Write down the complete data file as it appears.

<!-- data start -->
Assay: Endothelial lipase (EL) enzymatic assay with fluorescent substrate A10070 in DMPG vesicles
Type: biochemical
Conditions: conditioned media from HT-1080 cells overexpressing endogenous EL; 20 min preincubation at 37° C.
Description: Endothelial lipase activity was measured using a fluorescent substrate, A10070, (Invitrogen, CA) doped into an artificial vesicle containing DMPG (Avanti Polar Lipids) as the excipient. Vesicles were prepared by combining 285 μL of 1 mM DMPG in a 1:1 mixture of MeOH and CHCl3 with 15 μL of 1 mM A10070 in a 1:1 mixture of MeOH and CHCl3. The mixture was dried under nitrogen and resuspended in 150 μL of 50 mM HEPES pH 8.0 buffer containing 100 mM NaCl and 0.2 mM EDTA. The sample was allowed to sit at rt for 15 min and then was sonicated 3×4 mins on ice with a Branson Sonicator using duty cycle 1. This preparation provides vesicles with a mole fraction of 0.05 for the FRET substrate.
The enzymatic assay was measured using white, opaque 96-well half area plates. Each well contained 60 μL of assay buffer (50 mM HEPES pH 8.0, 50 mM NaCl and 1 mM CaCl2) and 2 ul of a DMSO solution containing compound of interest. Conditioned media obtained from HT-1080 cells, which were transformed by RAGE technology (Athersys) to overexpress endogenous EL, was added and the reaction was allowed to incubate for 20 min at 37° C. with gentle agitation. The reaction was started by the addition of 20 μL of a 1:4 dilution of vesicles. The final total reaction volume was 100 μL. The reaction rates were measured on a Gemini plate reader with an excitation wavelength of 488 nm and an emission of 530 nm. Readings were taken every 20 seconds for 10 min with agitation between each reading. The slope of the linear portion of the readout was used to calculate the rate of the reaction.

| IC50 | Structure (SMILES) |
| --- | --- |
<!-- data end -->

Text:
Assay: Endothelial lipase (EL) enzymatic assay with fluorescent substrate A10070 in DMPG vesicles
Type: biochemical
Conditions: conditioned media from HT-1080 cells overexpressing endogenous EL; 20 min preincubation at 37° C.
Description: Endothelial lipase activity was measured using a fluorescent substrate, A10070, (Invitrogen, CA) doped into an artificial vesicle containing DMPG (Avanti Polar Lipids) as the excipient. Vesicles were prepared by combining 285 μL of 1 mM DMPG in a 1:1 mixture of MeOH and CHCl3 with 15 μL of 1 mM A10070 in a 1:1 mixture of MeOH and CHCl3. The mixture was dried under nitrogen and resuspended in 150 μL of 50 mM HEPES pH 8.0 buffer containing 100 mM NaCl and 0.2 mM EDTA. The sample was allowed to sit at rt for 15 min and then was sonicated 3×4 mins on ice with a Branson Sonicator using duty cycle 1. This preparation provides vesicles with a mole fraction of 0.05 for the FRET substrate.
The enzymatic assay was measured using white, opaque 96-well half area plates. Each well contained 60 μL of assay buffer (50 mM HEPES pH 8.0, 50 mM NaCl and 1 mM CaCl2) and 2 ul of a DMSO solution containing compound of interest. Conditioned media obtained from HT-1080 cells, which were transformed by RAGE technology (Athersys) to overexpress endogenous EL, was added and the reaction was allowed to incubate for 20 min at 37° C. with gentle agitation. The reaction was started by the addition of 20 μL of a 1:4 dilution of vesicles. The final total reaction volume was 100 μL. The reaction rates were measured on a Gemini plate reader with an excitation wavelength of 488 nm and an emission of 530 nm. Readings were taken every 20 seconds for 10 min with agitation between each reading. The slope of the linear portion of the readout was used to calculate the rate of the reaction.

| IC50 | Structure (SMILES) |
| --- | --- |